Chemists have made a breakthrough in research into how radioactive waste is stored – through an element called californium.
The team from the Florida State University said their research into the fringe element of the periodic table could change the world in terms of how radioactive waste is stored and how fuel is recycled.
Californium, or Cf, is a radioactive metallic element. It was first made at the University of California, Berkeley, in 1950 when scientists bonded curium with alpha particles.
Now, researchers have completed a set of carefully choreographed experiments to demonstrate californium's amazing ability to bond and separate other materials, and that it is extremely resistant to radiation damage.
"It's almost like snake oil," lead researcher Thomas Albrecht-Schmitt said. "It sounds almost too good to be true."
Published in the journal Nature Chemistry, the researchers said that in the future, californium could be used to build new storage units for radioactive waste and help separate radioactive fuel, so it can be recycled.
"This has real world application. It's not purely an academic practice," he said.
To make their discovery, the researchers worked with the US Department of Energy to obtain five milligrams of californium - at a cost of $1.4m (£845,000).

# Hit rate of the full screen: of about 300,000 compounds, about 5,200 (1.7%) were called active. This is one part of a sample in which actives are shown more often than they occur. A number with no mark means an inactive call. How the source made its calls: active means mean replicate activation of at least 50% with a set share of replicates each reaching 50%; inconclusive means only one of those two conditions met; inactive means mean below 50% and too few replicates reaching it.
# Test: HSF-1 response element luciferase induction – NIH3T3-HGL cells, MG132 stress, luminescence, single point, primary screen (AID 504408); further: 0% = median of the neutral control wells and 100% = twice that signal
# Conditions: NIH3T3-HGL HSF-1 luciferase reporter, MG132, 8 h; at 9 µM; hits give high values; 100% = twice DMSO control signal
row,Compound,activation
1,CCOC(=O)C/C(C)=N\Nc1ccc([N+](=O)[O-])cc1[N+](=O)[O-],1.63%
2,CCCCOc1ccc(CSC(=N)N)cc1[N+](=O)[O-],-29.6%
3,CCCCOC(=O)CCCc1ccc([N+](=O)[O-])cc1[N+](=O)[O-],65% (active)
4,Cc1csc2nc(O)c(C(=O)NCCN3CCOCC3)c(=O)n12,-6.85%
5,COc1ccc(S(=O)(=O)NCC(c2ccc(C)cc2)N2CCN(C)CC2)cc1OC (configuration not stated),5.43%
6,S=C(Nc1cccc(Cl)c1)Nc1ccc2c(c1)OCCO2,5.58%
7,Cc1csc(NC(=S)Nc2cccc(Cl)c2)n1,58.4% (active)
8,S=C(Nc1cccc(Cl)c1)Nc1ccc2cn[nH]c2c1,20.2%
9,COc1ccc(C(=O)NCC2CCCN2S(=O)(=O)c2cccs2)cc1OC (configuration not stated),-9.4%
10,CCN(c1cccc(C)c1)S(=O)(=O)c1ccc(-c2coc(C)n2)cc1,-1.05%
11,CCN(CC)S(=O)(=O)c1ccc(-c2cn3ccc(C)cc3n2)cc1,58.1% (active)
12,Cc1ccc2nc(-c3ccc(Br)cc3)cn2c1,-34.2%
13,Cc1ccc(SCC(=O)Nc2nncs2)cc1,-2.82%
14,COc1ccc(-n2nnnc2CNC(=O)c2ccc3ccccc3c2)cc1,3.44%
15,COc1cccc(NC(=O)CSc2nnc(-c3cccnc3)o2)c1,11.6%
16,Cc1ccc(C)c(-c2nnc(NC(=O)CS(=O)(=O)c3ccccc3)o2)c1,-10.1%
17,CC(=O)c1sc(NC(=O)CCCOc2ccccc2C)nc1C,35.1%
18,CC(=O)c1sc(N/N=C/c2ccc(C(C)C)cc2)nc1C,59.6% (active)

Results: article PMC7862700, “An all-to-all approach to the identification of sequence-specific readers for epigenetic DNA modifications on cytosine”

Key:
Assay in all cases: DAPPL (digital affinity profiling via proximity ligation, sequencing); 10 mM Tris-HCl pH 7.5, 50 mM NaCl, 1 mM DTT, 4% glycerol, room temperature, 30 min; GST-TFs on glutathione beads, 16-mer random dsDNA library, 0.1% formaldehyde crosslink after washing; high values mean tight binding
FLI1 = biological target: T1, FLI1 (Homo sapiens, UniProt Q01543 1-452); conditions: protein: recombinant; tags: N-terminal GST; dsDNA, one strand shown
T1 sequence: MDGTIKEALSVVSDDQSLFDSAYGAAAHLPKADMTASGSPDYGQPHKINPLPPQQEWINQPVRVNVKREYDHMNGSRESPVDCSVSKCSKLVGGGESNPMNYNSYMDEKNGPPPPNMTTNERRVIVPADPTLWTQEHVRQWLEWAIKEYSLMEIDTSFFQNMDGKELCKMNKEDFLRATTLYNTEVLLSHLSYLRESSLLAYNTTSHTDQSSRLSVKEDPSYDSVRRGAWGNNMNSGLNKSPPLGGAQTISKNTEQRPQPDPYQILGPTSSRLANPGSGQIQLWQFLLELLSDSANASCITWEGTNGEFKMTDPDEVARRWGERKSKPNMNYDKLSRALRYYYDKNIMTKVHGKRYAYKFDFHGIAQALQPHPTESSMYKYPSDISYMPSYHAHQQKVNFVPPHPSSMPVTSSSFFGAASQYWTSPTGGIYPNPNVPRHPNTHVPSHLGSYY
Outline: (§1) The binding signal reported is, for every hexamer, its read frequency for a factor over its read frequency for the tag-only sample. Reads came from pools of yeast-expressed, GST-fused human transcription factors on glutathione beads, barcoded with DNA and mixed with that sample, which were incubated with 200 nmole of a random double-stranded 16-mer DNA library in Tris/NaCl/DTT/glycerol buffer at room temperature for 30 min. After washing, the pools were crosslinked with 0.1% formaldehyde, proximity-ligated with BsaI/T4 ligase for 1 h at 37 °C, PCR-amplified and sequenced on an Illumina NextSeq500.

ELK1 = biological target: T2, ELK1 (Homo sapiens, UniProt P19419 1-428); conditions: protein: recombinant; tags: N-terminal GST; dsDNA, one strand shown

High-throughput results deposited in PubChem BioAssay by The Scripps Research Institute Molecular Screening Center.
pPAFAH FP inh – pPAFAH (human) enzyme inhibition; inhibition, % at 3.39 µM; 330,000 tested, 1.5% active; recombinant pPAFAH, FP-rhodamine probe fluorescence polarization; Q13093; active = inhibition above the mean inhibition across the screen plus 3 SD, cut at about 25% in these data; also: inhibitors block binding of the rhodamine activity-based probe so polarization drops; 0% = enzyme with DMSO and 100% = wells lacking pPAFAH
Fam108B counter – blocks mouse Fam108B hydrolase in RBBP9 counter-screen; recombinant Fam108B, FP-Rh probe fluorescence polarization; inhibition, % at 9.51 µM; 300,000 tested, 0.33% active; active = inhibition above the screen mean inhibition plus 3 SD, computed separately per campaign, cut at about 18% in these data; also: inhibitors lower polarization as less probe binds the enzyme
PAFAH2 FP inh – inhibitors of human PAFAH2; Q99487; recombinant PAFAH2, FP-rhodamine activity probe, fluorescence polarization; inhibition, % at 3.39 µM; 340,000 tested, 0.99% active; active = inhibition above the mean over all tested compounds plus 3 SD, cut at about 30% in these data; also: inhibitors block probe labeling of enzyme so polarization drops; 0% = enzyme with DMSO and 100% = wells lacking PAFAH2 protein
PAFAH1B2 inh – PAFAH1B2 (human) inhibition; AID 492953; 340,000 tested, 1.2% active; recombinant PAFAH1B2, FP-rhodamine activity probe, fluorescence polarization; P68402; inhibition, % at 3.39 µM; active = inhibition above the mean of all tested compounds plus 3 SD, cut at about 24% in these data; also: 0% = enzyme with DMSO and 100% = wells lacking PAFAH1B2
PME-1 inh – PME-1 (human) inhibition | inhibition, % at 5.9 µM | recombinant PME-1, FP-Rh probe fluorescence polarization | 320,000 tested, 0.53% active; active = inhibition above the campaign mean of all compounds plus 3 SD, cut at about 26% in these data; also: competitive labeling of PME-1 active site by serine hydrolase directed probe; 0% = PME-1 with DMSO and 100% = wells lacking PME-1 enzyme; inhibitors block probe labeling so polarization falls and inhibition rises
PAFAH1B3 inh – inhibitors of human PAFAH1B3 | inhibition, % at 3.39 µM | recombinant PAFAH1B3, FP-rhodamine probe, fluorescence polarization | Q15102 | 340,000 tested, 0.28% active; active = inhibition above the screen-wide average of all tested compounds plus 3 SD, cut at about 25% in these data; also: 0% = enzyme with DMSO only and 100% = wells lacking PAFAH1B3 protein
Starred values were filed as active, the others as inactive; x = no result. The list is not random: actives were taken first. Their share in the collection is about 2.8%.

Researchers from across the world then helped work with the Florida team to establish what californium could be used to.
David A Dixon, from the University of Alabama, helped provide the calculations to work out why californium can bond in such a unique way.
Researchers at the Wulf Depmeier in Germany also provided a better understanding of the structure of californium.
"We're changing how people look at californium and how it can be used," Albrecht-Schmitt said.
Their research comes as radioactive waste being stored underground leaked at a site in New Mexico, with workers inhaling dangerous materials into their bodies. They inhaled plutonium and americium, which can bombard a person's internal organs with subatomic particles for the rest of their lives.
Following the leak, the Los Alamos National Laboratory provided a temporary home for 1,000 barrels of radioactive waste.